Monday, March 26, 2012

Touch of a Thief by Mia Marlowe




Greydon Quinn needs the help of the Mayfair Jewel Thief and creates a trap to lure him out. Imagine Quinn's surprise when the thief turns out to be a she.

Lady Viola Preston has used her special ability to relieve the Ton of some of its jewelry -- but she has her reasons. Betrayed long ago by her father's thoughtlessness (not providing for them in his will) and by her fiance's indifference and desertion when her money ran out, she alone provides for her mother, her niece and her crazed younger sister.

Caught red-handed and left with no choice, Viola reluctantly agrees to help Quinn to retrieve the red diamond.

Their quest for the diamond takes them from London, to Paris and then to Hanover -- and their simple quest turns complicated when they uncover a plot that involves the Queen of England.

Then there's the sinister power of the red diamond -- and the equally dangerous power of attraction and love.

Things I didn't like about this novel:
Exposition felt overlong and plodding. It took the main characters about 12 chapters to arrive in France and to determine the whereabouts of the red diamond. The novel could have benefited from some pruning to make for a more concentrated and focused story -- but I understand why it is as long as it is -- the story and history of India demands exposition -- and Marlowe really took the time to develop the relationship between Quinn and Viola, which I appreciated.

The addition of the "special abilities" could have been included in the world building more -- initially, it seemed as though Viola was the only one who had the ability and it felt a bit unbelievable -- but Marlowe does a really good job of explaining the ability and utilizing it as something that was not paranormal but as part of the normal.

I also did not like the Dowager, Viola's mother, who seemed so utterly clueless and flighty. Thank goodness she had a very limited role.

Things I liked about this novel:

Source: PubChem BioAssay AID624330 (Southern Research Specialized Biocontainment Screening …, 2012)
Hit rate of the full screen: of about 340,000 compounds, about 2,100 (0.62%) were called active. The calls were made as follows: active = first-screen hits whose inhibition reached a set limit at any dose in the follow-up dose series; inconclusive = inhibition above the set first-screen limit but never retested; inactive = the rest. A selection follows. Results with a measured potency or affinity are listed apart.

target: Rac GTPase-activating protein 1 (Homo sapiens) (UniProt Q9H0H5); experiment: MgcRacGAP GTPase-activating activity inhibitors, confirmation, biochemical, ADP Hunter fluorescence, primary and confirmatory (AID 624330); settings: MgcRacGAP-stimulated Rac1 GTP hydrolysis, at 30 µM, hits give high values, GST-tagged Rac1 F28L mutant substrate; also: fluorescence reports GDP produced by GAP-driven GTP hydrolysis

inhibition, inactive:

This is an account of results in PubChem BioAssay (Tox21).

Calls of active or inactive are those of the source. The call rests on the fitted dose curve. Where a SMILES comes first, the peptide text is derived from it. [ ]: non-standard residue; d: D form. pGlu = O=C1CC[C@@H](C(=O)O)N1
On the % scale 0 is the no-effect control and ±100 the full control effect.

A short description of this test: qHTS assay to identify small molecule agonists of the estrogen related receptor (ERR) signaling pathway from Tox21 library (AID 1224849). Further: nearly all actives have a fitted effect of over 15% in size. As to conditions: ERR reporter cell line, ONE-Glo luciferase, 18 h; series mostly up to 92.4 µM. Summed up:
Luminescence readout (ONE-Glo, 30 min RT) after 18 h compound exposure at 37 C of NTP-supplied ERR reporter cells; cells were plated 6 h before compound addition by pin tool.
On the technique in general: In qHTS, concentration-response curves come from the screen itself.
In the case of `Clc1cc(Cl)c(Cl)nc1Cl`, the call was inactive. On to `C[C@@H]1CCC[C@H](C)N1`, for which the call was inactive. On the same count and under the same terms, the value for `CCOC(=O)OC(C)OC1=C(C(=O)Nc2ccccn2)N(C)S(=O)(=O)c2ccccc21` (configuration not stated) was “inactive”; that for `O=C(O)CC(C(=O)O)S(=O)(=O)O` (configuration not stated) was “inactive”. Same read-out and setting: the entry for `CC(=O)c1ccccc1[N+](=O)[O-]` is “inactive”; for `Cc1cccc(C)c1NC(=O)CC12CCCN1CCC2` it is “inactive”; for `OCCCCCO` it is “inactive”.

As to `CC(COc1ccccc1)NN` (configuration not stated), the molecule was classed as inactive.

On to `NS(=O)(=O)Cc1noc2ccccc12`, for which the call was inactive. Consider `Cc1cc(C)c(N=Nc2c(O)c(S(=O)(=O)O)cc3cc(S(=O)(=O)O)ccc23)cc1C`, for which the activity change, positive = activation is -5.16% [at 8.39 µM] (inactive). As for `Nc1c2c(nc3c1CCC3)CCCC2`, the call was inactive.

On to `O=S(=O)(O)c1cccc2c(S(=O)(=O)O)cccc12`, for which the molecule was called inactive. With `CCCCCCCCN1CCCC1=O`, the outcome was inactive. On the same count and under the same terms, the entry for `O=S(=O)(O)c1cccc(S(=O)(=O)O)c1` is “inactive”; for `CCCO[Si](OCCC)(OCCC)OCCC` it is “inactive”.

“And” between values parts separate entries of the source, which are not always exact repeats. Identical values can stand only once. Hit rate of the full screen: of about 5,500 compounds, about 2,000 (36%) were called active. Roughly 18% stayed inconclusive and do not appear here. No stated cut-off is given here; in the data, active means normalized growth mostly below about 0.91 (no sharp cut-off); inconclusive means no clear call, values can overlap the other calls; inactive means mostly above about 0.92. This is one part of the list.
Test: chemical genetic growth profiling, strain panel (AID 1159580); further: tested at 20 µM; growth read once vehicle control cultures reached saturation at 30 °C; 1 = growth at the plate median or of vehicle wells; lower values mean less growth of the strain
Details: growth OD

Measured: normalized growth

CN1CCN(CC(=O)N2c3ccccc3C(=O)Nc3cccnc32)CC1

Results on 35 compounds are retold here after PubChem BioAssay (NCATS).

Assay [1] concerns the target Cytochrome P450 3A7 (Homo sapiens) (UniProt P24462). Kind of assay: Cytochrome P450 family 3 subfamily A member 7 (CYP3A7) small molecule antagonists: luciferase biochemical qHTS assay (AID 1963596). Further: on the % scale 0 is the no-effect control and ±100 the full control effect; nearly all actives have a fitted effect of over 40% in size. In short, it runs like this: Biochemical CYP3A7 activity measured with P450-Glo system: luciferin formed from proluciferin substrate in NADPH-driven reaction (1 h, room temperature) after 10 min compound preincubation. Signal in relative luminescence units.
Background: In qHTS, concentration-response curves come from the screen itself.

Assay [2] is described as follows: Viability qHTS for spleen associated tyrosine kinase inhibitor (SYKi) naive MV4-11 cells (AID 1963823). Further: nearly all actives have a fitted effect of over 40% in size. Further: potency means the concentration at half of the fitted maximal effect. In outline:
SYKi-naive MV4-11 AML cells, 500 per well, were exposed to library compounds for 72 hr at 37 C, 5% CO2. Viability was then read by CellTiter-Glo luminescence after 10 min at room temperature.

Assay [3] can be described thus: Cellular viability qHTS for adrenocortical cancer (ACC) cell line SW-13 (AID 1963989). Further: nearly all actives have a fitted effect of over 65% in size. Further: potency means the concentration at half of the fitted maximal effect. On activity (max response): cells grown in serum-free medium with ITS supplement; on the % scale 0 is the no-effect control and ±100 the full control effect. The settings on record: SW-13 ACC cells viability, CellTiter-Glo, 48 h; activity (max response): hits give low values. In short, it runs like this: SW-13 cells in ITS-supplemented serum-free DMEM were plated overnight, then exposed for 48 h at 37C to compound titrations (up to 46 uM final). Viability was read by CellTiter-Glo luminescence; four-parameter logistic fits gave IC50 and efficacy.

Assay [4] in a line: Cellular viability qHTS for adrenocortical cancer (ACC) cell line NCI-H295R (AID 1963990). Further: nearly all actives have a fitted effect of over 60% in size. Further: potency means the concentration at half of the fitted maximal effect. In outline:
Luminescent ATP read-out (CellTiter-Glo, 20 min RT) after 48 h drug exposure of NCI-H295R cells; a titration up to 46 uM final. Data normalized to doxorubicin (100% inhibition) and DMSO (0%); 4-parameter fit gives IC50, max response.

The idea of psychometry and people having special skills. It reminded me of Amanda Quick and her "talents". I wished Marlowe took more time in building this part of her novel's world and I had hoped to see more characters in the story with their own special skills -- there was mention of 2 other characters -- but their skills were similar to that of the heroine.

There was a seamless mix of historical fact and fiction. I loved the idea of the red diamond and Sanjay's lost kingdom. I thought that the Bagh Kaa Kuhm really existed! ^_^ This is where Marlowe's talent lies: her India is vivid and lush and evocative. (Though I felt the first chapter was a bit gratuitous and did not contribute to the latter action in the story.)

Her characters also have such wonderful conversations! Witty, thoughtful ... and real. I could imagine actors playing out the roles of Quinn and Viola and having the conversations from the book.

I love that Viola is such a strong character. Very capable and fearless. She knows what she wants and goes after it. She's also not afraid to be alone, which is a rare trait in female characters in romance novels.

Overall, a solid story with a classic narrative structure -- I loved the progression of events and really enjoyed the adventure.

The next installment, Touch of a Rogue features Jacob Preston (related to Viola?), also with a unique ability. (Published February 2012)

I just need to get through my stack of TBRs and will get a copy of this one.

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